At the same time, though, it does feel like he's out of touch. From comments made by world wizard, Shia LaBeouf to his recent statements that Netflix shouldn't qualify for Oscars, you wonder if the guy has any idea what's actually trending or has become too comfortable being the director who made JAWS for the past forty years. Suddenly it comes together - this guy who once knew how to tap into the beliefs and feelings of so many people doesn't understand us anymore. To be fair, he's 71, that's pretty damn old. Except that Ridley Scott is somehow hip and Martin Scorsese made Wolf of Wall Street (2013) at....guess what? Age fucking 71. They're cool, confident filmmakers. Spielberg in the past ten years reaches, man.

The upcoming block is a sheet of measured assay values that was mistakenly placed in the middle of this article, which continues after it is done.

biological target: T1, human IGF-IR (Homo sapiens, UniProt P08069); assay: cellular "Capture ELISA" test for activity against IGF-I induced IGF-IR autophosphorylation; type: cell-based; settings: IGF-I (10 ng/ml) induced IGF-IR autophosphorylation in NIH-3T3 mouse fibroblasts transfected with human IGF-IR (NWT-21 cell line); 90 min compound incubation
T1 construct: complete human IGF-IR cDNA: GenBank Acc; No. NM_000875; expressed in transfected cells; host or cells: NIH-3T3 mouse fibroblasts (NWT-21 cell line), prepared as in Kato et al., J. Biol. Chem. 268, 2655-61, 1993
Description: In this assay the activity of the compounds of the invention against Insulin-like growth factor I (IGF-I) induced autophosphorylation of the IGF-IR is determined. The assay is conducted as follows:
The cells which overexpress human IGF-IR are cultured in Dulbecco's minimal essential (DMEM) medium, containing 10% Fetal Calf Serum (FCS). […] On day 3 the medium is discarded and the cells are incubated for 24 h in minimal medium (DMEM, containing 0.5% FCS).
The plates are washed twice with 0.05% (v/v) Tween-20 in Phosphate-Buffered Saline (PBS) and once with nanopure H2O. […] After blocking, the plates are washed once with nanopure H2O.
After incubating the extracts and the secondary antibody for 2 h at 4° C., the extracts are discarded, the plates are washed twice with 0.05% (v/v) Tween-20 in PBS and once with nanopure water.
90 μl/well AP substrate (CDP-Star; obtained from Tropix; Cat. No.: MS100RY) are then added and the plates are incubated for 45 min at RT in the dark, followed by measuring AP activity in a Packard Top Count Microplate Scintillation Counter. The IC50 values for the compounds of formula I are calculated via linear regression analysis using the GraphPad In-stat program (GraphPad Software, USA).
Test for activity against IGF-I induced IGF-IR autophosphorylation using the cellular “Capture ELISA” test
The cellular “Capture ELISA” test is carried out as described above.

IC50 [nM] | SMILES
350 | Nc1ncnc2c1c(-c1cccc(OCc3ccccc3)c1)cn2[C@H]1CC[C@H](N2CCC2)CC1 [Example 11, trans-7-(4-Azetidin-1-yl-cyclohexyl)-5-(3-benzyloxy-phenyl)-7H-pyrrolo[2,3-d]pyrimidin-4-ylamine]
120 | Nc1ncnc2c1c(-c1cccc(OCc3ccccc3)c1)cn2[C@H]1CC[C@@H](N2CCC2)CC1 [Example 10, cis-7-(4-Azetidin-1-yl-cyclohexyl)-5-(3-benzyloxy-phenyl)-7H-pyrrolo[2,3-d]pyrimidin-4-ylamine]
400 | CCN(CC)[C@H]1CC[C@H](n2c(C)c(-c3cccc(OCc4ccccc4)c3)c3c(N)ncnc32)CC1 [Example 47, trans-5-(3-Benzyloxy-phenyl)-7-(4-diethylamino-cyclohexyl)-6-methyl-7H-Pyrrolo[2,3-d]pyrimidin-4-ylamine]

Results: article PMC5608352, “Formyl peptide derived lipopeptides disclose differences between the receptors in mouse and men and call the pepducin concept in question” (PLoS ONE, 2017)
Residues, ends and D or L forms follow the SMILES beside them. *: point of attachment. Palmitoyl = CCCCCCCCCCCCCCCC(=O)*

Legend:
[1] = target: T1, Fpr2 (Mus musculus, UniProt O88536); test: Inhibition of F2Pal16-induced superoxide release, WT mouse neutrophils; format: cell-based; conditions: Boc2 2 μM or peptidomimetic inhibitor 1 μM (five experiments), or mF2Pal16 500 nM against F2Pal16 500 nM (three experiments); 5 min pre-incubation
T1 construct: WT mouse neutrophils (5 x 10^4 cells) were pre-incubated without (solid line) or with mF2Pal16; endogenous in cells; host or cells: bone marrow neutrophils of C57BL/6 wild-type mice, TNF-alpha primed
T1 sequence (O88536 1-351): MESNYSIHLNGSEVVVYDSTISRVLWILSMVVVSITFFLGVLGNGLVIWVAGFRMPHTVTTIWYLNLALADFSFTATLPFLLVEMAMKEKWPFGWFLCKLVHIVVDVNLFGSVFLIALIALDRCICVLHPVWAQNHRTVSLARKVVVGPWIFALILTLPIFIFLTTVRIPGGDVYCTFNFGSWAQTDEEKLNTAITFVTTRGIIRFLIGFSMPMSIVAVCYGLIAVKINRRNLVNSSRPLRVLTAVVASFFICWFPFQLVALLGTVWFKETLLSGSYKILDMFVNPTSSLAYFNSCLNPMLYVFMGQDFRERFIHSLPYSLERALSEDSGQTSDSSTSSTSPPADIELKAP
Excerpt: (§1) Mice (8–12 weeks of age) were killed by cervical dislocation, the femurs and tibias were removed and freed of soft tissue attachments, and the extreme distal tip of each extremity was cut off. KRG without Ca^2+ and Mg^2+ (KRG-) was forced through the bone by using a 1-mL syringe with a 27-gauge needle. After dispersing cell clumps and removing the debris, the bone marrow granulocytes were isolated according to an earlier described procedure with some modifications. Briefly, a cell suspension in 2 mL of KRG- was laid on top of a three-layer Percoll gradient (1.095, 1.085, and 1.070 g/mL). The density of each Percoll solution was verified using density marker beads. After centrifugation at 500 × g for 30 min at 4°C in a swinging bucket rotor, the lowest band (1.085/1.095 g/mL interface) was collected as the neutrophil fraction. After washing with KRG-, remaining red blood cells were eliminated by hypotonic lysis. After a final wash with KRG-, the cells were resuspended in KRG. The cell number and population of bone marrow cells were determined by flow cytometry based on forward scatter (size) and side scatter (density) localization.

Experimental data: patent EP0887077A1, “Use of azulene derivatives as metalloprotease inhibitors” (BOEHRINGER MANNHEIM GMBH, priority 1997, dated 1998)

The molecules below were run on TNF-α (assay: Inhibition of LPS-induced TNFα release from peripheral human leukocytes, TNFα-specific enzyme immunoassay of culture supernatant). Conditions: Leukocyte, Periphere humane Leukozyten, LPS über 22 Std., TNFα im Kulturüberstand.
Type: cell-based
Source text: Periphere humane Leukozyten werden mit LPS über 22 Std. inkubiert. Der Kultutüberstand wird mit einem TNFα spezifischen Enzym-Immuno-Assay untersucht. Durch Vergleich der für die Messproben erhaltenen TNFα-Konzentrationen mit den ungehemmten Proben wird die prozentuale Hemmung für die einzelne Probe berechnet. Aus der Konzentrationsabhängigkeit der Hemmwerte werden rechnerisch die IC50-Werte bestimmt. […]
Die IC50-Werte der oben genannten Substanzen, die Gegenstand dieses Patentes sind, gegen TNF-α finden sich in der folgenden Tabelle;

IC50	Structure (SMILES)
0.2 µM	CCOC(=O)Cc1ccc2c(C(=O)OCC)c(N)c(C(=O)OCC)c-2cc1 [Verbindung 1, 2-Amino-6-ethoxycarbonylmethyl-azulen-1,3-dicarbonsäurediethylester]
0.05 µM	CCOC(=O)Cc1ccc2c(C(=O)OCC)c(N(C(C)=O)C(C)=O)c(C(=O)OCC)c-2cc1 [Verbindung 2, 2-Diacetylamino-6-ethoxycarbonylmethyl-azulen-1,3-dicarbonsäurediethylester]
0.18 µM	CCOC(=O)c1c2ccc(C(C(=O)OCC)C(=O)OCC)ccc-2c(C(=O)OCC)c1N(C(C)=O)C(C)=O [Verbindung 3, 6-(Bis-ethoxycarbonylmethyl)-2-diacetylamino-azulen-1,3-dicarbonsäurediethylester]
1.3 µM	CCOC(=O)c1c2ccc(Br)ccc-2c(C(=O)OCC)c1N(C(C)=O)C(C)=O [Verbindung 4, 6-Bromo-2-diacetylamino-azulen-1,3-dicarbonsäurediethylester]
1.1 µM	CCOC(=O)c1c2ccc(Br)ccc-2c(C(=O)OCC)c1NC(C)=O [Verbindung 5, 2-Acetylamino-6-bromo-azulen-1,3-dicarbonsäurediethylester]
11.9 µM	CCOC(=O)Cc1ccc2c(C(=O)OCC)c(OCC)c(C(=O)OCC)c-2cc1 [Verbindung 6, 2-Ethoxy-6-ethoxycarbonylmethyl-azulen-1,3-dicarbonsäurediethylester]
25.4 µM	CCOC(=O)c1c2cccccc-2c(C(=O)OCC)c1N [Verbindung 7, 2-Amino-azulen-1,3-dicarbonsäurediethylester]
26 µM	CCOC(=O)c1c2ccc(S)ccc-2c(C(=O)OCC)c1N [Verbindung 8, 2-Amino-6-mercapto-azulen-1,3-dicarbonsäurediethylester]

Let's start actually discussing Ready Player One. Man I hate this shit. I really hate this nerd shit. And I will reiterate this. Or the fact that my two longest posts of all time were for The Last Jedi (2017) and Blade Runner 2049 (2017). But that fact actually explains my views in itself. I'm a nerd who wants new things to be nerdy about. Ready Player One trades on an obsessive kind of nostalgia, where every line in the book rabidly features an onslaught of references. This article at the Outline finely outlines why that's simply narcissistic writing and reading. It's as if we nerds suddenly realized that a lifetime spent obsessing over pop culture has left us with no skills besides being able to recognize references. So now, we have a book (and movie) where that's what the hero does. We're useful after all!